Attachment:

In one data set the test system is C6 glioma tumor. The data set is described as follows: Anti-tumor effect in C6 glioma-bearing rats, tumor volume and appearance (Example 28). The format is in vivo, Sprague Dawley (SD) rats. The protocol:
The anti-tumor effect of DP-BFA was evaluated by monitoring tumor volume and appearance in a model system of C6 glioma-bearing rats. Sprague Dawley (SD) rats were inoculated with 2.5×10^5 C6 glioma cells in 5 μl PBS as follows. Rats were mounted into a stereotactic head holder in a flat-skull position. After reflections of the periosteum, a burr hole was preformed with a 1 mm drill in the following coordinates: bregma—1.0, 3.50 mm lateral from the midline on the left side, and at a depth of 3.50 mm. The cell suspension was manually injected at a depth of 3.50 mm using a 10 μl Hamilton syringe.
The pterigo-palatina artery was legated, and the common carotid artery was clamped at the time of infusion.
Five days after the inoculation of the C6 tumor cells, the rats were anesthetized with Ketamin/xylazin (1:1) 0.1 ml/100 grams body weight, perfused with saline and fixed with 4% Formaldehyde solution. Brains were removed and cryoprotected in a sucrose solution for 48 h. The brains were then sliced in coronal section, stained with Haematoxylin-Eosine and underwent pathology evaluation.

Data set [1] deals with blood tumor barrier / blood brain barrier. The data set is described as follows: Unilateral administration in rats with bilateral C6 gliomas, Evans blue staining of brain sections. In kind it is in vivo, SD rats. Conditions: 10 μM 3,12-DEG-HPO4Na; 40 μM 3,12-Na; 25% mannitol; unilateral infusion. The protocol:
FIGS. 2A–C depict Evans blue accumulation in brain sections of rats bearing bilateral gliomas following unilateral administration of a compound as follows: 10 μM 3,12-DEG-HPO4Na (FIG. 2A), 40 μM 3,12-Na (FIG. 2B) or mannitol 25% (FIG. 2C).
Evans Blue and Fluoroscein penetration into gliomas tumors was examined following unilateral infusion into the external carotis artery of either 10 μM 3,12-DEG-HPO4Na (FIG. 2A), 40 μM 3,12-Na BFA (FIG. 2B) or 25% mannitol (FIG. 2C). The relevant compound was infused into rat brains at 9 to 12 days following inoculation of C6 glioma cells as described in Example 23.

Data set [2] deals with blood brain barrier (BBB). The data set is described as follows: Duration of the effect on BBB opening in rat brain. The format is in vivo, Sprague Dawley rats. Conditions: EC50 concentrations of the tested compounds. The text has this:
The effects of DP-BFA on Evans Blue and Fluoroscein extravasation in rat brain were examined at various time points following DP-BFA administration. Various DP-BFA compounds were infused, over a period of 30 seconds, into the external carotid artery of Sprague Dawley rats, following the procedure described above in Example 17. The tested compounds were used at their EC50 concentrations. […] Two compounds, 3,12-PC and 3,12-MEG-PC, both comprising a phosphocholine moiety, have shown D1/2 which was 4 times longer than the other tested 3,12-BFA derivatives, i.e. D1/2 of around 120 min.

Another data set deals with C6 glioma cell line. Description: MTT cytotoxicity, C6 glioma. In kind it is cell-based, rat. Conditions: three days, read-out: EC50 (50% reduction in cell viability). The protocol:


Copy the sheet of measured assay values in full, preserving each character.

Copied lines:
In one data set the test system is C6 glioma tumor. The data set is described as follows: Anti-tumor effect in C6 glioma-bearing rats, tumor volume and appearance (Example 28). The format is in vivo, Sprague Dawley (SD) rats. The protocol:
The anti-tumor effect of DP-BFA was evaluated by monitoring tumor volume and appearance in a model system of C6 glioma-bearing rats. Sprague Dawley (SD) rats were inoculated with 2.5×10^5 C6 glioma cells in 5 μl PBS as follows. Rats were mounted into a stereotactic head holder in a flat-skull position. After reflections of the periosteum, a burr hole was preformed with a 1 mm drill in the following coordinates: bregma—1.0, 3.50 mm lateral from the midline on the left side, and at a depth of 3.50 mm. The cell suspension was manually injected at a depth of 3.50 mm using a 10 μl Hamilton syringe.
The pterigo-palatina artery was legated, and the common carotid artery was clamped at the time of infusion.
Five days after the inoculation of the C6 tumor cells, the rats were anesthetized with Ketamin/xylazin (1:1) 0.1 ml/100 grams body weight, perfused with saline and fixed with 4% Formaldehyde solution. Brains were removed and cryoprotected in a sucrose solution for 48 h. The brains were then sliced in coronal section, stained with Haematoxylin-Eosine and underwent pathology evaluation.

Data set [1] deals with blood tumor barrier / blood brain barrier. The data set is described as follows: Unilateral administration in rats with bilateral C6 gliomas, Evans blue staining of brain sections. In kind it is in vivo, SD rats. Conditions: 10 μM 3,12-DEG-HPO4Na; 40 μM 3,12-Na; 25% mannitol; unilateral infusion. The protocol:
FIGS. 2A–C depict Evans blue accumulation in brain sections of rats bearing bilateral gliomas following unilateral administration of a compound as follows: 10 μM 3,12-DEG-HPO4Na (FIG. 2A), 40 μM 3,12-Na (FIG. 2B) or mannitol 25% (FIG. 2C).
Evans Blue and Fluoroscein penetration into gliomas tumors was examined following unilateral infusion into the external carotis artery of either 10 μM 3,12-DEG-HPO4Na (FIG. 2A), 40 μM 3,12-Na BFA (FIG. 2B) or 25% mannitol (FIG. 2C). The relevant compound was infused into rat brains at 9 to 12 days following inoculation of C6 glioma cells as described in Example 23.

Data set [2] deals with blood brain barrier (BBB). The data set is described as follows: Duration of the effect on BBB opening in rat brain. The format is in vivo, Sprague Dawley rats. Conditions: EC50 concentrations of the tested compounds. The text has this:
The effects of DP-BFA on Evans Blue and Fluoroscein extravasation in rat brain were examined at various time points following DP-BFA administration. Various DP-BFA compounds were infused, over a period of 30 seconds, into the external carotid artery of Sprague Dawley rats, following the procedure described above in Example 17. The tested compounds were used at their EC50 concentrations. […] Two compounds, 3,12-PC and 3,12-MEG-PC, both comprising a phosphocholine moiety, have shown D1/2 which was 4 times longer than the other tested 3,12-BFA derivatives, i.e. D1/2 of around 120 min.

Another data set deals with C6 glioma cell line. Description: MTT cytotoxicity, C6 glioma. In kind it is cell-based, rat. Conditions: three days, read-out: EC50 (50% reduction in cell viability). The protocol: